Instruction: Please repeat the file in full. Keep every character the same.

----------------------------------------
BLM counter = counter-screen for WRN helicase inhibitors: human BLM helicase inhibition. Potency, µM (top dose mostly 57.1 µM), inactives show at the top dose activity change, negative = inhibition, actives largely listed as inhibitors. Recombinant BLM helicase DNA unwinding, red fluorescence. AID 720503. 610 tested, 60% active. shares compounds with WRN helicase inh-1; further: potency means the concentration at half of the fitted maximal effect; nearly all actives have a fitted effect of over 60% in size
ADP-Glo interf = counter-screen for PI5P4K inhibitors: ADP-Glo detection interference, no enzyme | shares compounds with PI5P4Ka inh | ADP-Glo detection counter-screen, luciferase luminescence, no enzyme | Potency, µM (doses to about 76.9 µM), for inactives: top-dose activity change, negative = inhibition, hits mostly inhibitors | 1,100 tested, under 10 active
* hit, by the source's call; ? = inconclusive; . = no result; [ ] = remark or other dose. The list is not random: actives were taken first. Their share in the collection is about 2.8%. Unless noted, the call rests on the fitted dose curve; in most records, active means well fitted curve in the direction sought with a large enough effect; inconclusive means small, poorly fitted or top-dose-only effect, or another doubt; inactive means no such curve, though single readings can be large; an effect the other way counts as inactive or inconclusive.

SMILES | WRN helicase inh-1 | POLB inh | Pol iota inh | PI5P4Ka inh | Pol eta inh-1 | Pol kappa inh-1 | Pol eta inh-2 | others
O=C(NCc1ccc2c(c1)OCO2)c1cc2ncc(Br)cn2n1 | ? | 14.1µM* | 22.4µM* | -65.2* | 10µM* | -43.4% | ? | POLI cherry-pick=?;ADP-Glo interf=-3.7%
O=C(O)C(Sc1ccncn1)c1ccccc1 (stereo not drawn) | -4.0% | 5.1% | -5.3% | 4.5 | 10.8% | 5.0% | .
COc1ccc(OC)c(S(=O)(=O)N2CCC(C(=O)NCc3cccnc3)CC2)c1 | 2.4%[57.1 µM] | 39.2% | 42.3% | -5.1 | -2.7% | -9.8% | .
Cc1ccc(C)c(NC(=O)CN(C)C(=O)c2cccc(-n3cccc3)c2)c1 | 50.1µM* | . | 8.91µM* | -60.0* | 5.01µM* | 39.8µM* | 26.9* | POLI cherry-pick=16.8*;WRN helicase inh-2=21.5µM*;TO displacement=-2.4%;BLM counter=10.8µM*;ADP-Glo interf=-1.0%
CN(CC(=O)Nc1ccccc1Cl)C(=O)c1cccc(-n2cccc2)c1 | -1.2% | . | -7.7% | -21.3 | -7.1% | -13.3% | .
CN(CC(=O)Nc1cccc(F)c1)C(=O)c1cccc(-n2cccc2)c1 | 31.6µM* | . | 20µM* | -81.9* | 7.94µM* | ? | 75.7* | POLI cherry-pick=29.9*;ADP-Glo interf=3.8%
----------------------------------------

BLM counter = counter-screen for WRN helicase inhibitors: human BLM helicase inhibition. Potency, µM (top dose mostly 57.1 µM), inactives show at the top dose activity change, negative = inhibition, actives largely listed as inhibitors. Recombinant BLM helicase DNA unwinding, red fluorescence. AID 720503. 610 tested, 60% active. shares compounds with WRN helicase inh-1; further: potency means the concentration at half of the fitted maximal effect; nearly all actives have a fitted effect of over 60% in size
ADP-Glo interf = counter-screen for PI5P4K inhibitors: ADP-Glo detection interference, no enzyme | shares compounds with PI5P4Ka inh | ADP-Glo detection counter-screen, luciferase luminescence, no enzyme | Potency, µM (doses to about 76.9 µM), for inactives: top-dose activity change, negative = inhibition, hits mostly inhibitors | 1,100 tested, under 10 active
* hit, by the source's call; ? = inconclusive; . = no result; [ ] = remark or other dose. The list is not random: actives were taken first. Their share in the collection is about 2.8%. Unless noted, the call rests on the fitted dose curve; in most records, active means well fitted curve in the direction sought with a large enough effect; inconclusive means small, poorly fitted or top-dose-only effect, or another doubt; inactive means no such curve, though single readings can be large; an effect the other way counts as inactive or inconclusive.

SMILES | WRN helicase inh-1 | POLB inh | Pol iota inh | PI5P4Ka inh | Pol eta inh-1 | Pol kappa inh-1 | Pol eta inh-2 | others
O=C(NCc1ccc2c(c1)OCO2)c1cc2ncc(Br)cn2n1 | ? | 14.1µM* | 22.4µM* | -65.2* | 10µM* | -43.4% | ? | POLI cherry-pick=?;ADP-Glo interf=-3.7%
O=C(O)C(Sc1ccncn1)c1ccccc1 (stereo not drawn) | -4.0% | 5.1% | -5.3% | 4.5 | 10.8% | 5.0% | .
COc1ccc(OC)c(S(=O)(=O)N2CCC(C(=O)NCc3cccnc3)CC2)c1 | 2.4%[57.1 µM] | 39.2% | 42.3% | -5.1 | -2.7% | -9.8% | .
Cc1ccc(C)c(NC(=O)CN(C)C(=O)c2cccc(-n3cccc3)c2)c1 | 50.1µM* | . | 8.91µM* | -60.0* | 5.01µM* | 39.8µM* | 26.9* | POLI cherry-pick=16.8*;WRN helicase inh-2=21.5µM*;TO displacement=-2.4%;BLM counter=10.8µM*;ADP-Glo interf=-1.0%
CN(CC(=O)Nc1ccccc1Cl)C(=O)c1cccc(-n2cccc2)c1 | -1.2% | . | -7.7% | -21.3 | -7.1% | -13.3% | .
CN(CC(=O)Nc1cccc(F)c1)C(=O)c1cccc(-n2cccc2)c1 | 31.6µM* | . | 20µM* | -81.9* | 7.94µM* | ? | 75.7* | POLI cherry-pick=29.9*;ADP-Glo interf=3.8%